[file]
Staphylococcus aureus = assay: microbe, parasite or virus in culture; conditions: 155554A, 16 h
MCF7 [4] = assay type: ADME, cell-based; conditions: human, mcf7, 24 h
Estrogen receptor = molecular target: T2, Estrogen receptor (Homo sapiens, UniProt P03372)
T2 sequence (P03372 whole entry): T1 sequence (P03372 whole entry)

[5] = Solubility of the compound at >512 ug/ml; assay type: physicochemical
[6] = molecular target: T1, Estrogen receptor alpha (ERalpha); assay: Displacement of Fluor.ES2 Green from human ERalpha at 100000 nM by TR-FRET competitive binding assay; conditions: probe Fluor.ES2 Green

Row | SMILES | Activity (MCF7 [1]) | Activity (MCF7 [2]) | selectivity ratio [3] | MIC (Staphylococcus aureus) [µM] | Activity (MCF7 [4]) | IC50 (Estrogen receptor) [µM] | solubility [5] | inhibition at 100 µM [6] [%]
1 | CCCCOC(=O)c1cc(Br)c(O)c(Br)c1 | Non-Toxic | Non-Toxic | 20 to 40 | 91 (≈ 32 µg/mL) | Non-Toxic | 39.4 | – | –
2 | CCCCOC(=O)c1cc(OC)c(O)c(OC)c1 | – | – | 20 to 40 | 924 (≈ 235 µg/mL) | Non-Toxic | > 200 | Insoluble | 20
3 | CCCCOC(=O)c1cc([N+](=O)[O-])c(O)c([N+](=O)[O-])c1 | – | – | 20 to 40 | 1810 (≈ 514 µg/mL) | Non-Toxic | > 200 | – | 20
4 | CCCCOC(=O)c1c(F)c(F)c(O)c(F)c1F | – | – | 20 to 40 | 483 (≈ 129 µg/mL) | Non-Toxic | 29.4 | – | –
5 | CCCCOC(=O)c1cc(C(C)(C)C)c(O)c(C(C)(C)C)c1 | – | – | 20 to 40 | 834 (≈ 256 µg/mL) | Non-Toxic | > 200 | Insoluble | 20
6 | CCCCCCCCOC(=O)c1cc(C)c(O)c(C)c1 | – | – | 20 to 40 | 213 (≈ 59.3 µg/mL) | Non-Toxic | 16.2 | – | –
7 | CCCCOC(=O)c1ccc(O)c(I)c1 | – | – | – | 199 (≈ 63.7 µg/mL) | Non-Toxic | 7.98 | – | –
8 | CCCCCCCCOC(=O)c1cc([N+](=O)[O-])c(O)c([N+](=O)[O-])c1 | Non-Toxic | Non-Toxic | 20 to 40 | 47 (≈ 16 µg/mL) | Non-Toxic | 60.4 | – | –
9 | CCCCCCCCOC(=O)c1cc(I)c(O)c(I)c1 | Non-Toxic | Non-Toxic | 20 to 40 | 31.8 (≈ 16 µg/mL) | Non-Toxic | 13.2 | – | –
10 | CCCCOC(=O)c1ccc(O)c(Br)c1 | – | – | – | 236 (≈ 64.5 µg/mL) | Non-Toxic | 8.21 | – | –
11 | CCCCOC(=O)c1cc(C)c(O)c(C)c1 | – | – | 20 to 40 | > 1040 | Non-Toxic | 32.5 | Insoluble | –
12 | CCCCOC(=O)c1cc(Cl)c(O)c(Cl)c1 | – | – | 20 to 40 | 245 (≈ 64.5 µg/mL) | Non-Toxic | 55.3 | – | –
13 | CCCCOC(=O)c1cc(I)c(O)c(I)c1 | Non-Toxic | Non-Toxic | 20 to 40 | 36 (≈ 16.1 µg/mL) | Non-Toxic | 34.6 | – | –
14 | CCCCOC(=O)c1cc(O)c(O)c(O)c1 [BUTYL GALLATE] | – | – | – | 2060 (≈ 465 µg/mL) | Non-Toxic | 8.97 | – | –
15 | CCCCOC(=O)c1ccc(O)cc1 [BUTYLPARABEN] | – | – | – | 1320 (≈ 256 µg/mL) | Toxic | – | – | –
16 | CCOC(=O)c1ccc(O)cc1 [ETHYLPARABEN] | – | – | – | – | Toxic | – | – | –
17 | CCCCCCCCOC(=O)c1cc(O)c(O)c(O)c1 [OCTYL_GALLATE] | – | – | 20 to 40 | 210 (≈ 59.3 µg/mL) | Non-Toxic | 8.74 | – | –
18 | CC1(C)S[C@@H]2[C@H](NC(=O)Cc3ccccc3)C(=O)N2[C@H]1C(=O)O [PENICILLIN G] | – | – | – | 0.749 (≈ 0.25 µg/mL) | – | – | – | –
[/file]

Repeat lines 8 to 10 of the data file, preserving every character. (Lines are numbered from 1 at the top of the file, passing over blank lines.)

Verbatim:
1 | CCCCOC(=O)c1cc(Br)c(O)c(Br)c1 | Non-Toxic | Non-Toxic | 20 to 40 | 91 (≈ 32 µg/mL) | Non-Toxic | 39.4 | – | –
2 | CCCCOC(=O)c1cc(OC)c(O)c(OC)c1 | – | – | 20 to 40 | 924 (≈ 235 µg/mL) | Non-Toxic | > 200 | Insoluble | 20
3 | CCCCOC(=O)c1cc([N+](=O)[O-])c(O)c([N+](=O)[O-])c1 | – | – | 20 to 40 | 1810 (≈ 514 µg/mL) | Non-Toxic | > 200 | – | 20